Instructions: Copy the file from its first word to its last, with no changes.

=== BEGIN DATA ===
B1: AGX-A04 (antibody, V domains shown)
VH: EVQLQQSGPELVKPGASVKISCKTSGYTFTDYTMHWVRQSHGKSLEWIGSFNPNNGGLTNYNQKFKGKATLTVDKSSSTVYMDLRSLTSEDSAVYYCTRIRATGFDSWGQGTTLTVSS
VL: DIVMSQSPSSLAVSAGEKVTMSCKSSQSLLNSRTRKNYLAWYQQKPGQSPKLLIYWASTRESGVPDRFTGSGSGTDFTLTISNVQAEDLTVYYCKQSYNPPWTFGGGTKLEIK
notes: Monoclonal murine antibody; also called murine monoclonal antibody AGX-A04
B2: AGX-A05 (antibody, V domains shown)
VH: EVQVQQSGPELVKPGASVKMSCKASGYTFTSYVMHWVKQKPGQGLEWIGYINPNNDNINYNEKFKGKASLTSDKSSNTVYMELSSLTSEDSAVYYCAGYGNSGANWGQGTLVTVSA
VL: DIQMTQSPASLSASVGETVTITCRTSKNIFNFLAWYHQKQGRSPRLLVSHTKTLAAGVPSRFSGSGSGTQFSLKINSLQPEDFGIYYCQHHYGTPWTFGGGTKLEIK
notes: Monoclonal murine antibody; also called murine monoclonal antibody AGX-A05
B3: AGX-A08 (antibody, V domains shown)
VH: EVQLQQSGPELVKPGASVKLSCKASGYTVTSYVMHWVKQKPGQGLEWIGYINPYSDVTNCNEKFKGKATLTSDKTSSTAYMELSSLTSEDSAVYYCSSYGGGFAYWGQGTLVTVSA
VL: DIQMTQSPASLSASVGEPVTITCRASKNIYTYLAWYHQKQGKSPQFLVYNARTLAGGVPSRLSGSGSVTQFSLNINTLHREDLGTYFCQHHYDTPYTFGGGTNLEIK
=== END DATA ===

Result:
B1: AGX-A04 (antibody, V domains shown)
VH: EVQLQQSGPELVKPGASVKISCKTSGYTFTDYTMHWVRQSHGKSLEWIGSFNPNNGGLTNYNQKFKGKATLTVDKSSSTVYMDLRSLTSEDSAVYYCTRIRATGFDSWGQGTTLTVSS
VL: DIVMSQSPSSLAVSAGEKVTMSCKSSQSLLNSRTRKNYLAWYQQKPGQSPKLLIYWASTRESGVPDRFTGSGSGTDFTLTISNVQAEDLTVYYCKQSYNPPWTFGGGTKLEIK
notes: Monoclonal murine antibody; also called murine monoclonal antibody AGX-A04
B2: AGX-A05 (antibody, V domains shown)
VH: EVQVQQSGPELVKPGASVKMSCKASGYTFTSYVMHWVKQKPGQGLEWIGYINPNNDNINYNEKFKGKASLTSDKSSNTVYMELSSLTSEDSAVYYCAGYGNSGANWGQGTLVTVSA
VL: DIQMTQSPASLSASVGETVTITCRTSKNIFNFLAWYHQKQGRSPRLLVSHTKTLAAGVPSRFSGSGSGTQFSLKINSLQPEDFGIYYCQHHYGTPWTFGGGTKLEIK
notes: Monoclonal murine antibody; also called murine monoclonal antibody AGX-A05
B3: AGX-A08 (antibody, V domains shown)
VH: EVQLQQSGPELVKPGASVKLSCKASGYTVTSYVMHWVKQKPGQGLEWIGYINPYSDVTNCNEKFKGKATLTSDKTSSTAYMELSSLTSEDSAVYYCSSYGGGFAYWGQGTLVTVSA
VL: DIQMTQSPASLSASVGEPVTITCRASKNIYTYLAWYHQKQGKSPQFLVYNARTLAGGVPSRLSGSGSVTQFSLNINTLHREDLGTYFCQHHYDTPYTFGGGTNLEIK